PRM Consulting has been on campus since April and plans to spend six months interviewing employees and observing the workplace before issuing a final report.

Hulon says she tried to resolve her workplace issues by following UNC’s grievance process, but the system failed her, the complaint states.

She met with Wayne Blair, UNC’s ombudsman, six days after Farrington’s demand for sex. However, under UNC policy, that meeting doesn’t constitute a formal notice of a grievance that would protect Hulon from retaliation.

Hulon says she then tried talking to Dobson, who referred her to Burston, the director of housekeeping, the complaint states. Burston assured her that he would handle it.

Burston transferred Hulon to Stanley’s zone. But in violation of the grievance policy, he did not provide her with any information on the appeals process or written statements of the remedies he would carry out, the complaint states.

Stephenson says efforts to improve the working conditions are being scuppered because many housekeepers don’t feel comfortable talking about their supervisors and fear retaliation.

“There’s a lot of fear, a lot of anger,” Stephenson says. “We feel that this is a dangerous situation that could spiral out of control, and that’s why we are going to bring it to chancellor’s attention.”

But Hulon won’t be intimidated or silenced, she says.

“My main goal is to hopefully get everyone in housekeeping, especially the Burmese and Karen community, to see that I’m not scared, I’m talking,” she says. “I’m putting myself out there; my name, everything out there and telling what happened to me. They don’t have to be scared either. I’m really hoping that’s what comes of it, I really do.”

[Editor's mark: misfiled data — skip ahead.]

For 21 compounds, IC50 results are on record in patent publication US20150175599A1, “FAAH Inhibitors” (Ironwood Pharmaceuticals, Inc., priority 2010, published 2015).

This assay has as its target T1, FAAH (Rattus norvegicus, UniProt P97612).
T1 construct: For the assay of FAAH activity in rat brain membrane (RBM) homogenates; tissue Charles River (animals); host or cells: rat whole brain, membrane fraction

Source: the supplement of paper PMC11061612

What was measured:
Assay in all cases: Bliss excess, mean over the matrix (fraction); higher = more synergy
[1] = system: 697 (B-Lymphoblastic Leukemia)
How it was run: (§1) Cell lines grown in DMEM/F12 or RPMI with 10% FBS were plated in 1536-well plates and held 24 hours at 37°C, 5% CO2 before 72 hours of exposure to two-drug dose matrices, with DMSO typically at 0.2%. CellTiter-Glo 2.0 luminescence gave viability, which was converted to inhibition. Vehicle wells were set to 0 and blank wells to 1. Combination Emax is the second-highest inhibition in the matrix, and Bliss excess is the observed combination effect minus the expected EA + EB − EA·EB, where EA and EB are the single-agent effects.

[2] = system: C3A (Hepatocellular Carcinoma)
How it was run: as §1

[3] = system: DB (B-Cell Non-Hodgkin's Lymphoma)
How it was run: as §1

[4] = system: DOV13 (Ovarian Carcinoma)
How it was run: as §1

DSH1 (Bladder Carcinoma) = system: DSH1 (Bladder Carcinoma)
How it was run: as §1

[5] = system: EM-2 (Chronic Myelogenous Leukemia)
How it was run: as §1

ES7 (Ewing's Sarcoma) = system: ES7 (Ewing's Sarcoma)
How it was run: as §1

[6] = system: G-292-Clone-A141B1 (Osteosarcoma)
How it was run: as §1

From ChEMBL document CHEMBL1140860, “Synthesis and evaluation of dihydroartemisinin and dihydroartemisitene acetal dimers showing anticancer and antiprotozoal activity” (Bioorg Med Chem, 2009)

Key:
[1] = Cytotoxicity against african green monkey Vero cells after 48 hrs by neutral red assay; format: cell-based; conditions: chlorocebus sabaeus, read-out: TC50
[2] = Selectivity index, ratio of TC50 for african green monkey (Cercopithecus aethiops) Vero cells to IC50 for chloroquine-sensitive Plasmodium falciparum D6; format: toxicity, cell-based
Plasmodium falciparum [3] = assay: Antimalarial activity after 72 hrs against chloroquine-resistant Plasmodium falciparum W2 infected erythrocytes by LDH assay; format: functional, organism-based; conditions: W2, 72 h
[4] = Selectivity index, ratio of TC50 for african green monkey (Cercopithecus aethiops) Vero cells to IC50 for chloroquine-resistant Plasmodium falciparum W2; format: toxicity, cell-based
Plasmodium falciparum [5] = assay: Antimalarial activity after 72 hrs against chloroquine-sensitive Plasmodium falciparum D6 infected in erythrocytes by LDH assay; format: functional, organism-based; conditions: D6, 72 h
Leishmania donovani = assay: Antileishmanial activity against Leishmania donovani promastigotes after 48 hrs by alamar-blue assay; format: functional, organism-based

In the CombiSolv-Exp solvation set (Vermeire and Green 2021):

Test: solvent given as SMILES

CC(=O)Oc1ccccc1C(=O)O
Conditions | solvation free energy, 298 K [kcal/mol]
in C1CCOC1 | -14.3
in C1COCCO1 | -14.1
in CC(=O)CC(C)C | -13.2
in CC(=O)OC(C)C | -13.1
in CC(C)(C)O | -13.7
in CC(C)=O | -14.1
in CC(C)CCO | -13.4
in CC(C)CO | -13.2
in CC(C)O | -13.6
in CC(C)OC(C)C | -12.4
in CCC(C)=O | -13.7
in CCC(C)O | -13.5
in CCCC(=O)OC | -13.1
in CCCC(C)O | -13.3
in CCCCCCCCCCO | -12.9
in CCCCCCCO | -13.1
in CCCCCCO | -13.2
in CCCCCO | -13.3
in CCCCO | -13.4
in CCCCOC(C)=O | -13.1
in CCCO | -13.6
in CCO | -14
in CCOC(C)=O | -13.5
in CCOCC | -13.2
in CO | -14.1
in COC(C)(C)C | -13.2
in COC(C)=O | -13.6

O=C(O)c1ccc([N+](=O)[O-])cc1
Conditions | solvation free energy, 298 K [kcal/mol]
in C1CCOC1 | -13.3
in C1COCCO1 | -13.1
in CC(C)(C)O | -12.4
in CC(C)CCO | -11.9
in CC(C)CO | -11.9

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UNC Workers Sit Out!

All-Day Sit-Out in Support of Campus Workers! Rally at Noon!
This Thursday April 7, 2011
9am: Join workers for an all-day sit-out in front of South Building!
12 noon: Rally of student’s, workers, and community
Join campus workers from 9am-5pm on Thursday April 7th on the steps of South Building to protest attacks on workers rights! There will be food, speakers, conversation, performances and community.

It’s important to try to be there all day, or as much of the day as you can. Skip class, rearrange appointments, ask off from professors. But, if you can only make part of the day, the most important part will be from 12 noon to 1pm, when workers, students, and com will rally and speak out to the media.

Facilities workers from around campus have decided to take vacation time and sit on the steps of South Building next Thursday to protest unfair schedule changes by management. They and other workers are courageously standing up for their rights and for a voice on the job in this time of budget cuts, tuition hikes, and other attacks on workers and students.

It’s essential that we as students support them and sit-out with them! With the climate of fear and intimidation that workers face constantly from management, it’s a risk to speak out as a worker on this campus, let alone to protest publicly. These unfair schedule changes that workers are facing are just another example of the administration trying to balance the budget on the backs of workers and students, and we’ve all got to unite to fight these attacks. As workers, they face retaliation, increased health care costs, unfair schedule changes, intimidation, and decreased benefits.

We gotta work together to fight for justice on the job and dignity in the workplace for campus workers!

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An Easy Way to Take Action in Support of the Sanitation 2

Call Chapel Hill mayor Mark Kleinschmidt within the next few days and demand that the town of Chapel Hill stop retaliation for grievances and union organizing and rehire the Sanitation 2!

919 968 2743

Every little bit helps.